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Strong metadata privacy for mobile devices and applications



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Smartphones have become the primary computing devices for many. Living inconspicuously in our pockets, they store our most intimate personal messages and pictures as well as sensitive corporate information and government secrets. This has already motivated widespread adoption of end-to-end encryption for mobile messaging applications, such as WhatsApp and Signal, which protect the confidentiality of messages. However, metadata, such as who has been messaging whom and when, can still be observed by platform operators, local internet providers, and other adversaries tapping into network traffic. This dissertation presents protocols and applications for mobile devices that not only protect the content of messages but also communication patterns.

Anonymity networks provide metadata privacy, but the most popular ones, like Tor, remain vulnerable to traffic analysis, while strong alternatives, like Loopix, use cover traffic at the expense of higher bandwidth and latency. In this context smartphones raise two important challenges: battery constraints dictate conservative power usage and connectivity is often intermittent.

In order to better understand power consumption on modern smartphones we run experiments on real hardware and find that cryptographic operations are cheap while radio transmission can be costly. In particular, popular solutions such as VPN and Tor are practical with negligible impact on the battery life. However, more secure designs using cover traffic are impractical and highlight the need for protocol design that takes energy limitations into account.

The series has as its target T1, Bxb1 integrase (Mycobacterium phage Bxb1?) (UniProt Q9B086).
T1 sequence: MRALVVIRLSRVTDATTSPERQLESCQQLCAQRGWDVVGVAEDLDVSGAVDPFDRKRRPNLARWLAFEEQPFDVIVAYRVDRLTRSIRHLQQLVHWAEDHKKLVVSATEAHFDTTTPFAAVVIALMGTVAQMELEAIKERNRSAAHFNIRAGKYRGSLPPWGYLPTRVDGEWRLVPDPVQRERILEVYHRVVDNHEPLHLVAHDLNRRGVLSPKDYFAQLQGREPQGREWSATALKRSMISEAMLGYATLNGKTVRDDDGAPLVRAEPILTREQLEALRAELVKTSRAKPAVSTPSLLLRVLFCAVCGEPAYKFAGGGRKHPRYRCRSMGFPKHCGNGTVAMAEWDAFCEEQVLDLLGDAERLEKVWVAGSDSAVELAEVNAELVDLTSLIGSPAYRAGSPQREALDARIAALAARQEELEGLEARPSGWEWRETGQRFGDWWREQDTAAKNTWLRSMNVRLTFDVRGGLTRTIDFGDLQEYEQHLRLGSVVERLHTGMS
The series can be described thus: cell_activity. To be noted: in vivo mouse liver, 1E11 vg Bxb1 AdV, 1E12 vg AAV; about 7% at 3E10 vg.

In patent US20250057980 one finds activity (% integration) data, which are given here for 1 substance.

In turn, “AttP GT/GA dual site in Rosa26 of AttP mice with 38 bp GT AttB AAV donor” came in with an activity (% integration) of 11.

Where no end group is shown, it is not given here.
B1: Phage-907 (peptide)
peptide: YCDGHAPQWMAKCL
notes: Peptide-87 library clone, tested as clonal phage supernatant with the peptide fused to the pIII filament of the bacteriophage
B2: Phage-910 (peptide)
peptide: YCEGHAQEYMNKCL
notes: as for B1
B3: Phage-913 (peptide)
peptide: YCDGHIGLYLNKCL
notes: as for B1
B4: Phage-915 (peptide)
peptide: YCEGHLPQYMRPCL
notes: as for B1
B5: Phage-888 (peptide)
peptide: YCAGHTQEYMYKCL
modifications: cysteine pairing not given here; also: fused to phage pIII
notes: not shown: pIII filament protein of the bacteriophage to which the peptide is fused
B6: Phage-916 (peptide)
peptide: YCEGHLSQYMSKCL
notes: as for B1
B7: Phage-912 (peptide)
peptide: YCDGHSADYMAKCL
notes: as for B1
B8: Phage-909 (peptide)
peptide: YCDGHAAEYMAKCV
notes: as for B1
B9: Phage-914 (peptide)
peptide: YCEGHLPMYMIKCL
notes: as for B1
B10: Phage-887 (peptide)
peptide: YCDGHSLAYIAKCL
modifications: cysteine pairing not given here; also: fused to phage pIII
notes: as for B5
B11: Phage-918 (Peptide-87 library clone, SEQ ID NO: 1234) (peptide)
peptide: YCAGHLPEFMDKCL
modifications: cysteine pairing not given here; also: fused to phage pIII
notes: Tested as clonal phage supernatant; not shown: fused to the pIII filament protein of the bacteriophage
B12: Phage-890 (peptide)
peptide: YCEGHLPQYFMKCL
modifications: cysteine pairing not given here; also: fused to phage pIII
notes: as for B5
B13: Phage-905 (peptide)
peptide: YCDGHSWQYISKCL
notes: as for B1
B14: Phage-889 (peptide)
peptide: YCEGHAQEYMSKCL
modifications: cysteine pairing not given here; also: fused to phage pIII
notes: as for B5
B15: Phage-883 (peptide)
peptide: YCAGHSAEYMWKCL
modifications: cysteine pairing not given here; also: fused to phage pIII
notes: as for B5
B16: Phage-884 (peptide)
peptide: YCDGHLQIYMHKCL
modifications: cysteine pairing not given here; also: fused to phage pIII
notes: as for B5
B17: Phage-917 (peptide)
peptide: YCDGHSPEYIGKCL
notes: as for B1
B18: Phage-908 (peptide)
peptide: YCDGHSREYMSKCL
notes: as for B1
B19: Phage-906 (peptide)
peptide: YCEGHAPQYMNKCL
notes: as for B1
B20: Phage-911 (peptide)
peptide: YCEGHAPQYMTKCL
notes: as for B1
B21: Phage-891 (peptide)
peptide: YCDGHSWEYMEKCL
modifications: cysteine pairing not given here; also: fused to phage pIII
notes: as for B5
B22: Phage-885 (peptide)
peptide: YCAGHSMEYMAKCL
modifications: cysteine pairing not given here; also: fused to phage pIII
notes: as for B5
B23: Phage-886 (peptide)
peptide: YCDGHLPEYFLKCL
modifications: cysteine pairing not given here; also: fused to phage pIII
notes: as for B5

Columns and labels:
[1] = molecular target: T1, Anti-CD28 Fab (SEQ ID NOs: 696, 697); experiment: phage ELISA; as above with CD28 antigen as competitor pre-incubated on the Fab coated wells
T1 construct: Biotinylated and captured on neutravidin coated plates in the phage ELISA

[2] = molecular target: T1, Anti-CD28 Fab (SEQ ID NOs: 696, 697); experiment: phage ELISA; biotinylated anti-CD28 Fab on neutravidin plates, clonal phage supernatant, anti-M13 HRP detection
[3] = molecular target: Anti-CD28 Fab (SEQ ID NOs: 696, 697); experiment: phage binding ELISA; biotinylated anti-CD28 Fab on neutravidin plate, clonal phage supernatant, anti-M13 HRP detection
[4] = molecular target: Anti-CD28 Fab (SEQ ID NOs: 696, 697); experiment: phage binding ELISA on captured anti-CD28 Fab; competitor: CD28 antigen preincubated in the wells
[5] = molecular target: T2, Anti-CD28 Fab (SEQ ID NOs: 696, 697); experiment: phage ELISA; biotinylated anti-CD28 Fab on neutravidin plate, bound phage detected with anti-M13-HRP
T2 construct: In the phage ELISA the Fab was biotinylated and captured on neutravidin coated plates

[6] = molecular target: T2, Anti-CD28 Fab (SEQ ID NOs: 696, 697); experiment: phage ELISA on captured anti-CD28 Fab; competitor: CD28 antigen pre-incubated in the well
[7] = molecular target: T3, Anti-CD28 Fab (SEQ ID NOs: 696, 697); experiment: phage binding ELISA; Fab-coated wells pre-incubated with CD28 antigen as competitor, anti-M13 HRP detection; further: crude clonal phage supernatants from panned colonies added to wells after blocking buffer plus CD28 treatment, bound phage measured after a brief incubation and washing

The latency and bandwidth requirements of protocols with strong metadata privacy are particularly challenging when sending messages to many recipients---especially on mobile devices where users are often offline. We design Rollercoaster, a multicast scheme for mix networks which incorporates these constraints and allows better utilisation of the underlying network for sporadic group communication. This enables decentralised applications such as group messaging and collaborative text editing while retaining efficient mix parameters.

Finally, we present CoverDrop, a practical system for initial contact between whistleblowers and journalists. CoverDrop integrates into a standard news reader app such that all its users contribute cover traffic to achieve unobservable communication for sources while having negligible impact on battery life. In addition, we implement plausibly-deniable storage to keep previous usage of CoverDrop secret even if the phone is captured by an adversary. To achieve this, our key stretching scheme, called Sloth, uses the Secure Element found in many modern smartphones, preventing the adversary from parallelising brute-force attacks and therefore allowing for shorter, more memorable passphrases.





Beresford, Alastair R


anonymity network, metadata privacy, mobile devices, security


Doctor of Philosophy (PhD)

Awarding Institution

University of Cambridge
Cambridge Trust Nokia Bell Labs